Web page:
Another rejected bid revealed
Sunderland finally confirmed the League One record transfer of Will Grigg from Wigan Athletic yesterday, but that came after a flurry of bids and interest in other strikers as the club looked to strengthen Jack Ross’ striking options.
John Marquis of Doncaster Rovers was reportedly the subject of two bids, the latter of which was reported to be £2m, Leyton Orient rejected a £300,000 offer for Josh Koroma, the club were rebuffed in a £400,000 move for Plymouth Argyle’s Freddie Ladapo and then interest was supposedly registered for the likes of Matty Taylor, Tom Eaves, Kieffer Moore and Sam Surridge.
According to the Shropshire Star, Sunderland also failed with a late deadline day move for Shrewsbury Town’s top scorer Fejiri Okenabirhie.
The report claims Shrewsbury had no intention of selling their prize asset, who is under contract with the club until 2020, and who has scored 14 goals in 24 games this season, including a hat-trick in his side’s 4-3 defeat at Bradford City on Tuesday.
New signing up for award
New Sunderland signing Kazaiah Sterling is one of four players nominated for the Premier League 2 player of the month award.
The Tottenham Hotspur loanee was nominated alongside Jahmal Hector-Ingram (West Ham United), Anthony Spyrou (Norwich City) and Thibaud Verlinden (Stoke City), with the nominations being decided by PL2 coaches nominating the best opposing player during each of their matches last month.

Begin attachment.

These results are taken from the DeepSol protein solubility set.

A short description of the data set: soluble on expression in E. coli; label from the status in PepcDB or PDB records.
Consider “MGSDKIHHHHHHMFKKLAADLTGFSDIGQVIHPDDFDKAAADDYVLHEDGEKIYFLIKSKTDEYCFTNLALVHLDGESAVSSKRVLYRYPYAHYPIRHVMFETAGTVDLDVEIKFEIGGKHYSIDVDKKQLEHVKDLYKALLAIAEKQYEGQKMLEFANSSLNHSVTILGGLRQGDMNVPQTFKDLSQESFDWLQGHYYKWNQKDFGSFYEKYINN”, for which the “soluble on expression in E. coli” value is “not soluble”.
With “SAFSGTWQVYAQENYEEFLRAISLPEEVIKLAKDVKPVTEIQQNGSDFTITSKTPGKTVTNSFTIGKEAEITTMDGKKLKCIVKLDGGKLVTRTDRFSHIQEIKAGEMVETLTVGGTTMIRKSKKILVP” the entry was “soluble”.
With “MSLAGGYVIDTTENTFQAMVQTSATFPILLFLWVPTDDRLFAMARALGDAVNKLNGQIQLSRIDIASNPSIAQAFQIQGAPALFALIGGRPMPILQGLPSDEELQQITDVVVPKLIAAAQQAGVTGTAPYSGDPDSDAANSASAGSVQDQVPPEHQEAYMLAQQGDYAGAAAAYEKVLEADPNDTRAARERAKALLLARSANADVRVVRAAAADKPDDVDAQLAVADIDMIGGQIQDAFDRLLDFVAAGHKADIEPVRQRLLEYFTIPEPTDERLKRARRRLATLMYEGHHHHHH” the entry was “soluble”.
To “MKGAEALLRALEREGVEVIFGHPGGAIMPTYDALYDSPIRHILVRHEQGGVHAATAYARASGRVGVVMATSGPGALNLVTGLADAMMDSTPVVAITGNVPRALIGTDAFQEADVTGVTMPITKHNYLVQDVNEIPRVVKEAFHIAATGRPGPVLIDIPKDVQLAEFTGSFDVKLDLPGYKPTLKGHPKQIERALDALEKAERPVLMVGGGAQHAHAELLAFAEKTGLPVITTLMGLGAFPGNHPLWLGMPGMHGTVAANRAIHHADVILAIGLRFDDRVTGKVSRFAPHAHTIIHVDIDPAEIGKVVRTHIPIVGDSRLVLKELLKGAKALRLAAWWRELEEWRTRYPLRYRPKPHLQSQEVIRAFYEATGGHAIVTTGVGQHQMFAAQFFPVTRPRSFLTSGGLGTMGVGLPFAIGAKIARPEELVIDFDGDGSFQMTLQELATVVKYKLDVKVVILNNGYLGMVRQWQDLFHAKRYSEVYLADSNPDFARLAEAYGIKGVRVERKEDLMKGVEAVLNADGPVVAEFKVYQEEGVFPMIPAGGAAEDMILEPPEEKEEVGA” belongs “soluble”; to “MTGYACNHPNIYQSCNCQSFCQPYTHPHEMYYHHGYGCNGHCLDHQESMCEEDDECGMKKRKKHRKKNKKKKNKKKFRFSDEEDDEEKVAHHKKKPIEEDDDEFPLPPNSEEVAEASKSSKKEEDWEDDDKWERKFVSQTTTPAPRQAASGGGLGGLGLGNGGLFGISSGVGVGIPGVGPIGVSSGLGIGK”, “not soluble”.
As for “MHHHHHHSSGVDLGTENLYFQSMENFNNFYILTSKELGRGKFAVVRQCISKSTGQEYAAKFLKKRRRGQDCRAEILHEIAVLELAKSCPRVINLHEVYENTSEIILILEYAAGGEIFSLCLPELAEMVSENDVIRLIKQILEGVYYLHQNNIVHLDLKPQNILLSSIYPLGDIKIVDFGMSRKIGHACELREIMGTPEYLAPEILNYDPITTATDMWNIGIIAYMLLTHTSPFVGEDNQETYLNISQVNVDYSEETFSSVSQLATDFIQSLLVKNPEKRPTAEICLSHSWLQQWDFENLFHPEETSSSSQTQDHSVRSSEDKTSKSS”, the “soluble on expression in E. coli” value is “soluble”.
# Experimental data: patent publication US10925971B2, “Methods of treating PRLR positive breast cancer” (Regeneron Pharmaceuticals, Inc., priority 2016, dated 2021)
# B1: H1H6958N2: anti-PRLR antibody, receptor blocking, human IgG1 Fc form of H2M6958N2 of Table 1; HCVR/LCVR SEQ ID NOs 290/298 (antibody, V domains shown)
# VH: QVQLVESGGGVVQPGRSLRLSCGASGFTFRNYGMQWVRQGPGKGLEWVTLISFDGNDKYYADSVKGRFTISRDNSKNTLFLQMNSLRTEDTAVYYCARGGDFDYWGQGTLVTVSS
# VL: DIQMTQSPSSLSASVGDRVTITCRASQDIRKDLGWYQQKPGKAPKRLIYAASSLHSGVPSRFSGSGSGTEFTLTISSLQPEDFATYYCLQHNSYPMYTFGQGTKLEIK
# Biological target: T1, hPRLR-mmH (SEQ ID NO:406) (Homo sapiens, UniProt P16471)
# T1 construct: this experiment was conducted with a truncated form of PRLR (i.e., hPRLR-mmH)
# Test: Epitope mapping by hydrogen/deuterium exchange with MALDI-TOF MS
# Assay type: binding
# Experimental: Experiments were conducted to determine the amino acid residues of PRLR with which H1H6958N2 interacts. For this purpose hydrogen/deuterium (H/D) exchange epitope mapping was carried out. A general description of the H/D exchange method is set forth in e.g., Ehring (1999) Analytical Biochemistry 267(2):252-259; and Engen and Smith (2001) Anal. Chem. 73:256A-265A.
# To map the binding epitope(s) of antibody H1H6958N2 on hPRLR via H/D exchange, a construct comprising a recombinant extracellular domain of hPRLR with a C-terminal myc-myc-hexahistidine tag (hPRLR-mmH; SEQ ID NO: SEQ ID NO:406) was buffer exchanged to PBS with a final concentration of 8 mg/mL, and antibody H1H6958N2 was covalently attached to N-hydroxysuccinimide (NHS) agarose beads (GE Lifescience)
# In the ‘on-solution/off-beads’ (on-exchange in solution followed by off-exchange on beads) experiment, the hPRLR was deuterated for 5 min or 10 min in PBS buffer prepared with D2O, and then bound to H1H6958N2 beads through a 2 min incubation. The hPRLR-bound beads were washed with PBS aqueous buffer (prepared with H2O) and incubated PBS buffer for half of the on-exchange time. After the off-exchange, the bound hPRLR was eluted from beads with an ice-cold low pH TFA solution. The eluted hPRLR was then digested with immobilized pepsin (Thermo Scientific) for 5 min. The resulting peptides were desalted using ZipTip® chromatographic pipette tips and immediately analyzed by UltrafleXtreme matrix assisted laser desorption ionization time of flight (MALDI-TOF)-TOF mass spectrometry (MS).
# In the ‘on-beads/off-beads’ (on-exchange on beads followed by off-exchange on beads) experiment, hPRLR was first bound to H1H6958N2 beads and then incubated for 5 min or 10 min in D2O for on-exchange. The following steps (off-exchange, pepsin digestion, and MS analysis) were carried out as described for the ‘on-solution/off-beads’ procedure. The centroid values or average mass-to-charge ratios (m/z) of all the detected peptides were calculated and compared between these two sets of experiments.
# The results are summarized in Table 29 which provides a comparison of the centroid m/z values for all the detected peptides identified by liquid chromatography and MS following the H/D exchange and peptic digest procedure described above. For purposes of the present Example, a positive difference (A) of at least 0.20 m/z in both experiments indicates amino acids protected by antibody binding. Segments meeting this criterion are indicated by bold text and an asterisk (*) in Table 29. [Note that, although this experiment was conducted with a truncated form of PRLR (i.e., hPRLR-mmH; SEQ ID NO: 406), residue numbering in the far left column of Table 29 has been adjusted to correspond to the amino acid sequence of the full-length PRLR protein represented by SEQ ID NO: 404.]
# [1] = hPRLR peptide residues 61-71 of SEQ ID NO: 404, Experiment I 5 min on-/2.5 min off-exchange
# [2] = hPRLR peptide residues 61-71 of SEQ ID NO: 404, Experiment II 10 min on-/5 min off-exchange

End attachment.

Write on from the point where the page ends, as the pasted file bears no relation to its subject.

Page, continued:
The winner will be selected by the Premier League’s Football Development Panel and announced on Friday, 8 February.
Jones on worst Sunderland performance
Rotherham United’s on-loan Bristol City defender Zak Vyner has been the target of boo-boys lately, which saw him rested for the game against Leeds United last week as Paul Warne took him out of the firing line.
Ex-Sunderland defender Billy Jones took his place in the team for that game and says he understands what Vyner is going through after his own poor performances at Sunderland led to criticism from the crowd.
Jones says he should not have been in the side at all when he was at his worst and that he was found out, despite giving his all:
It was a time when I was playing in the team and maybe should not have been on the pitch.
I was not right and instead of taking a seat and saying, ‘no, listen, I cannot function properly’, I tried to play through it thinking I would be okay and I would get to half-time and it would improve. It just did not and I learned my lesson from that.
Obviously if you are not 100 per cent crossing that white line you usually get found out and it was literally my worst performance for Sunderland. That is why I got the boos coming off and the ironic cheers.
Even though it was my worst performance I was giving everything I had that day and it just let me down and a lesson learned. It was a really dark place and memory.